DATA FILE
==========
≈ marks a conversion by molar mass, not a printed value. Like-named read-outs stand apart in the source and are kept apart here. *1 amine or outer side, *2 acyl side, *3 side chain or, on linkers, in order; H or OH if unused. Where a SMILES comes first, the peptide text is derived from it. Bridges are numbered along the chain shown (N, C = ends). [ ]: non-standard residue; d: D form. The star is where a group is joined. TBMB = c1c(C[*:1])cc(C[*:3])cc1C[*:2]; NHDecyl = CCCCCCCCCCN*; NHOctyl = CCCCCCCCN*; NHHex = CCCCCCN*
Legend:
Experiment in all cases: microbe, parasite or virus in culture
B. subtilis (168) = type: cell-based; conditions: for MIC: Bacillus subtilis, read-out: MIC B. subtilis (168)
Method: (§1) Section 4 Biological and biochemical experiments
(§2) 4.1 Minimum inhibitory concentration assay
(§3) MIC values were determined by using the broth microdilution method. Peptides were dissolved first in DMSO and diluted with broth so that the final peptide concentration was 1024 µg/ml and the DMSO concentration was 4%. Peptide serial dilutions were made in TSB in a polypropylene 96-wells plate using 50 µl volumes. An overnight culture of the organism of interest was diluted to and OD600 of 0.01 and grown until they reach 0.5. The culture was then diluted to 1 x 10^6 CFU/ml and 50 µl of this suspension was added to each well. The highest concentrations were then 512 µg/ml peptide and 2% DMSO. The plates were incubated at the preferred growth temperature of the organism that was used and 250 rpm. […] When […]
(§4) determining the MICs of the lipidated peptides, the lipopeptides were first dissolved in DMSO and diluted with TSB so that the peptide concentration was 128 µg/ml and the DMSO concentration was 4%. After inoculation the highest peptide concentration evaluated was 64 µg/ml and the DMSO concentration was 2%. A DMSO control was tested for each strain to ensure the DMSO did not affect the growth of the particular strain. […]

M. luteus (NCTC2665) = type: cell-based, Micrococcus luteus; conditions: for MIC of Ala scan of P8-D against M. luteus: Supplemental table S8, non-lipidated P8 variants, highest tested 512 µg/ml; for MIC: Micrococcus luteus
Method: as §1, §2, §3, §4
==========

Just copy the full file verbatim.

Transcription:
≈ marks a conversion by molar mass, not a printed value. Like-named read-outs stand apart in the source and are kept apart here. *1 amine or outer side, *2 acyl side, *3 side chain or, on linkers, in order; H or OH if unused. Where a SMILES comes first, the peptide text is derived from it. Bridges are numbered along the chain shown (N, C = ends). [ ]: non-standard residue; d: D form. The star is where a group is joined. TBMB = c1c(C[*:1])cc(C[*:3])cc1C[*:2]; NHDecyl = CCCCCCCCCCN*; NHOctyl = CCCCCCCCN*; NHHex = CCCCCCN*
Legend:
Experiment in all cases: microbe, parasite or virus in culture
B. subtilis (168) = type: cell-based; conditions: for MIC: Bacillus subtilis, read-out: MIC B. subtilis (168)
Method: (§1) Section 4 Biological and biochemical experiments
(§2) 4.1 Minimum inhibitory concentration assay
(§3) MIC values were determined by using the broth microdilution method. Peptides were dissolved first in DMSO and diluted with broth so that the final peptide concentration was 1024 µg/ml and the DMSO concentration was 4%. Peptide serial dilutions were made in TSB in a polypropylene 96-wells plate using 50 µl volumes. An overnight culture of the organism of interest was diluted to and OD600 of 0.01 and grown until they reach 0.5. The culture was then diluted to 1 x 10^6 CFU/ml and 50 µl of this suspension was added to each well. The highest concentrations were then 512 µg/ml peptide and 2% DMSO. The plates were incubated at the preferred growth temperature of the organism that was used and 250 rpm. […] When […]
(§4) determining the MICs of the lipidated peptides, the lipopeptides were first dissolved in DMSO and diluted with TSB so that the peptide concentration was 128 µg/ml and the DMSO concentration was 4%. After inoculation the highest peptide concentration evaluated was 64 µg/ml and the DMSO concentration was 2%. A DMSO control was tested for each strain to ensure the DMSO did not affect the growth of the particular strain. […]

M. luteus (NCTC2665) = type: cell-based, Micrococcus luteus; conditions: for MIC of Ala scan of P8-D against M. luteus: Supplemental table S8, non-lipidated P8 variants, highest tested 512 µg/ml; for MIC: Micrococcus luteus
Method: as §1, §2, §3, §4